International Anti-Corruption Day Commemoration
Remarks by United Nations Resident Coordinator, Ms. Beatrice Mutali - International Anti-Corruption Day commemoration
▪ The President of the Republic of Zambia, Your Excellency Mr. Hakainde Hichilema
▪ Cabinet Ministers
▪ Permanent Secretaries
▪ The Director General, Anti-Corruption Commission
▪ Members of the Diplomatic Corps
▪ Colleagues from the United Nations
▪ Distinguished guests
▪ Members of the Press
▪ Ladies and Gentlemen
I am delighted to be here this morning as we mark the International Anti-Corruption Day which was designated by the UN General Assembly in 2003. Today calls for a special celebration. In 2001, the SADC Protocol Against Corruption which is guided by the United Nations Convention Against Corruption was adopted by Zambia and the other Heads of State of 14 SADC Member Countries-- thus a demonstration of their commitment to fight corruption.
By observing the International Anti-Corruption Day, Zambia joins the global community in re-affirming its commitment to preventing and countering corruption through the effective implementation of the United Nations Convention Against Corruption.
The UN Convention, which is the sole legally binding universal anti-corruption instrument, has been ratified by 189 States and therefore nearing universal ratification. The Convention's far-reaching approach and the mandatory character of many of its provisions makes it a unique tool for developing a comprehensive response to fighting corruption. On 11 December 2007, Zambia ratified the Convention. Despite the ratification, this global scourge continues to negatively impact the enjoyment of human rights and takes away resources that could go to development and improving people’s lives.
The theme of the 2022 International Anti-Corruption Day emphasizes interconnectivity between anti-corruption, peace, security, and development. At its core is the notion that tackling corruption is the right and responsibility of everyone and that it is only through cooperation and involvement of each and every person and institution, that societies can successfully tackle endemic corruption.
Your Excellency, Ladies and gentlemen, corruption violates our human rights. It threatens our security. It drives organized crime. It corrodes our economy. It crushes opportunities for development. And it traps people in cycles of inequality and poverty.
We therefore must stop corruption because our communities are losing resources and countless opportunities to develop and secure better lives, including those of the children and youth, our future generations.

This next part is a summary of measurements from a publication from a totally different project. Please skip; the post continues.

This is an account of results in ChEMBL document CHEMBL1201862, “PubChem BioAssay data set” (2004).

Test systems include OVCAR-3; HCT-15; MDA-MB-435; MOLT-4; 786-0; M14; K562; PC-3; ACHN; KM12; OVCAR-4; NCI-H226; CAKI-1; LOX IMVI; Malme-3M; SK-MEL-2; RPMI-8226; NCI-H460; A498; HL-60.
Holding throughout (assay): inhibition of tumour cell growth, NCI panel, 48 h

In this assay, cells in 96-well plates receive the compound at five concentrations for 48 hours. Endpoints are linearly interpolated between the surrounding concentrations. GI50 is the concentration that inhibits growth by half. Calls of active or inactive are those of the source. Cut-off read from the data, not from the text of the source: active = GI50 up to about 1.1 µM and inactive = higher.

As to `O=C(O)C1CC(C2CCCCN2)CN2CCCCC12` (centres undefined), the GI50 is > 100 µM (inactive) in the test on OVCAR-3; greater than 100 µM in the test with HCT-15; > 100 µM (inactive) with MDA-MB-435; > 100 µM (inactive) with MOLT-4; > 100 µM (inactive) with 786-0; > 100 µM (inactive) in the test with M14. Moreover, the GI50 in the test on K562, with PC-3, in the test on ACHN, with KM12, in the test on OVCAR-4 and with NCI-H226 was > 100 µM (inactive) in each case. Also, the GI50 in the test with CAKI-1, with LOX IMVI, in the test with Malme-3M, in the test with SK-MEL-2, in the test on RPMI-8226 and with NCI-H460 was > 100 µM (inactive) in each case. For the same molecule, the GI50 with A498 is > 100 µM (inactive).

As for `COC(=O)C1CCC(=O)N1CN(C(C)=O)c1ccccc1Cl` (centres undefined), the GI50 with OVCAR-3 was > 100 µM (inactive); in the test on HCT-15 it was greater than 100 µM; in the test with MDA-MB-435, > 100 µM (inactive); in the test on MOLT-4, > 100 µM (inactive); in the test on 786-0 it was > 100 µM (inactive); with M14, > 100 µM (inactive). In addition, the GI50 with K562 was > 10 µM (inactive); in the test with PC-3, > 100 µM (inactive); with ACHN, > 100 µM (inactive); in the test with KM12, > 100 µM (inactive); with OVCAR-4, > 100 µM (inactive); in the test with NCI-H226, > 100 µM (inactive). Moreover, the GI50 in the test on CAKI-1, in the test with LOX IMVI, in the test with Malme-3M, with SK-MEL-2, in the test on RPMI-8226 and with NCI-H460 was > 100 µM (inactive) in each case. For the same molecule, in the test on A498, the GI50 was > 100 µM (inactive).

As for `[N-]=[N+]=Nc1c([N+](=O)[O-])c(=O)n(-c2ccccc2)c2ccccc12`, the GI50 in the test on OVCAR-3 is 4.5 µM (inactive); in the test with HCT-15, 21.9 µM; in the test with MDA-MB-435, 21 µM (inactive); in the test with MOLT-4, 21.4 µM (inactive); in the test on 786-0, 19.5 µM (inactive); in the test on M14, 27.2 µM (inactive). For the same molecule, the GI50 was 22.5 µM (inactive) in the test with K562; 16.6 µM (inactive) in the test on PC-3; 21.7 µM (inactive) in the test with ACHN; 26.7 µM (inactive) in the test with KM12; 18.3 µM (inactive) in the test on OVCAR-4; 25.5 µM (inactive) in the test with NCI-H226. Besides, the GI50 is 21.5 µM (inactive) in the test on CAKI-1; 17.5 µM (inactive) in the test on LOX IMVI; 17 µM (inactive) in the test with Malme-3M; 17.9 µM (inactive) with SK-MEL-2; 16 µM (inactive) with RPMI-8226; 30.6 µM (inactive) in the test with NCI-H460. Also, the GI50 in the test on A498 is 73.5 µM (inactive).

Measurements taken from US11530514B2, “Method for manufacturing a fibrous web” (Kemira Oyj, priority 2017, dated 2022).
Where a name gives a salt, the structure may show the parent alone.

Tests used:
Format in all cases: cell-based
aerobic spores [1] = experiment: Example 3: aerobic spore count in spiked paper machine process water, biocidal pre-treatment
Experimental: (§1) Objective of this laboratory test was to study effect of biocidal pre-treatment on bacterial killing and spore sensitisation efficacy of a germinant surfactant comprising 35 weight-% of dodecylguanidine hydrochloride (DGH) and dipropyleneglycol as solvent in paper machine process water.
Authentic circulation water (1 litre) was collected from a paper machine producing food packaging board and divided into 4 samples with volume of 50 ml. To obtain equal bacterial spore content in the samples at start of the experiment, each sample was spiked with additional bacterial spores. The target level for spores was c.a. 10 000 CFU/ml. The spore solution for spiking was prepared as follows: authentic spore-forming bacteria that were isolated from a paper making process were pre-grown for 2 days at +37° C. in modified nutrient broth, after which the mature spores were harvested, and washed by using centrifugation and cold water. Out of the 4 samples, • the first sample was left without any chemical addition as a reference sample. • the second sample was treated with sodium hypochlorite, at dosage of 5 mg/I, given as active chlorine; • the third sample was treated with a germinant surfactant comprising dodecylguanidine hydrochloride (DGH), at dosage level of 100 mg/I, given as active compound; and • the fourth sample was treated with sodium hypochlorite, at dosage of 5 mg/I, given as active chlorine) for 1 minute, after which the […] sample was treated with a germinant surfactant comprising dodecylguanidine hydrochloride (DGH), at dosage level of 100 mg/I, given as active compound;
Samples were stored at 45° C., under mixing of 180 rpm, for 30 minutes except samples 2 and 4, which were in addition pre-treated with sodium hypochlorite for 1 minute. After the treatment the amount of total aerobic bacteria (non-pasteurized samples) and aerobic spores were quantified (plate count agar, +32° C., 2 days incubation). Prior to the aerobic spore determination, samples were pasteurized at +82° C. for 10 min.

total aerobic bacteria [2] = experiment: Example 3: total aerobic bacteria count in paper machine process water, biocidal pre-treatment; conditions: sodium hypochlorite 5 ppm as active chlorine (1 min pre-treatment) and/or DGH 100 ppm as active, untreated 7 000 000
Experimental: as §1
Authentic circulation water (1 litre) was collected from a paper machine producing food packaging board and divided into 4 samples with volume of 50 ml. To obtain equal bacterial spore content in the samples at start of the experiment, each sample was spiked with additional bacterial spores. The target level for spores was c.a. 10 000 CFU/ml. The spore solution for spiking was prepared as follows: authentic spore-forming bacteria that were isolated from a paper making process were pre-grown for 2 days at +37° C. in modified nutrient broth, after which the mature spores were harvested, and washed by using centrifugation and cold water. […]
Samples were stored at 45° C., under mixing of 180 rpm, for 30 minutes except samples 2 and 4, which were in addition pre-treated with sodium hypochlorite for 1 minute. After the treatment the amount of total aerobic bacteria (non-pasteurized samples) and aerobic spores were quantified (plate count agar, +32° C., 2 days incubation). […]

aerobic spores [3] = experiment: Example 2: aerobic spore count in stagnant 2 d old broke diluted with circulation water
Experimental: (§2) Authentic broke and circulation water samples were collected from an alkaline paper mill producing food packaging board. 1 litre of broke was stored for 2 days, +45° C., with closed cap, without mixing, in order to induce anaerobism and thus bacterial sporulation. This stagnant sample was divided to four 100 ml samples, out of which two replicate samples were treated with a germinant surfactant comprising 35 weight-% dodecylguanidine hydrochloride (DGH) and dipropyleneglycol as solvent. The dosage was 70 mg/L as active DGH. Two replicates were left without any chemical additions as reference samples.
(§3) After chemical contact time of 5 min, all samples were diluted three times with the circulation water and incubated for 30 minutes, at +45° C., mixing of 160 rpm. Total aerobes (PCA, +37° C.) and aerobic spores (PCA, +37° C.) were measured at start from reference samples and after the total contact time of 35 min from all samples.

We must create opportunities, incubating inter-generational strategies to enable the youth to fulfil their role as the future guardians of good governance, human rights, peace and development We must all collectively contribute to leaving a legacy for the next generation by constantly sending the message that corruption does not pay, that it erodes morals and ethics, and that it is a hinderance to our efforts to transform societies, and secure a better future for all.
As we know, States are obligated under International Human Rights Law to make the maximum use of available resources in order to realize all human rights, including economic, social and cultural rights. They have an obligation to combat corruption. This requires taking appropriate steps to prevent, suppress and provide redress for such abuses. Reinforcing an environment to combat corruption includes: i) safeguarding the rights to seek, receive and impart information; ii) includes safeguarding the conduct of public affairs; and the right to a fair trial before a competent, independent, and impartial court, established by law. International cooperation and technical assistance are essential to prevent, and suppress corruption, and to recover assets of illicit origin, derived from acts of corruption.
Importantly, an independent and impartial judiciary, an independent legal profession, an objective and impartial prosecution, and the integrity of the judicial system are essential to prevent and fight corruption and to address its negative impact on human rights. We also need the right to a fair trial, access to justice and to an effective remedy, without discrimination.
Human rights education and awareness-raising campaigns and other measures are important enablers for the prevention of and the fight against corruption. Effective regulatory and investigative mechanisms are essential with a view to holding perpetrators to account, and also essential for recovering assets derived from acts of corruption, and providing redress to victims, in accordance with the provisions of the United Nations Convention against Corruption.
We commend the government for boldly demonstrating political will to persistently fight corruption in order to strengthen good governance, transparency, and accountability especially in public service delivery. We look forward to the finalization of the National Anti-Corruption Policy which we are aware is at an advanced stage.
Your Excellency, Ladies and gentlemen
As I close, let me note that preventing and combating corruption strengthens democracy, human rights and the rule of law. It promotes social and economic development. It helps protect Zambia’s vast natural and cultural wealth. It is conducive to job creation, helps achieve gender equality, and secures wider access to essential services such as healthcare and education. Simply put, action against corruption helps protect every person’s right to justice and opportunity, to public services, and to a sustainable future.
On this day and beyond, let us continue to unite against corruption. Zambia can count on the support from the United Nations.
I thank You.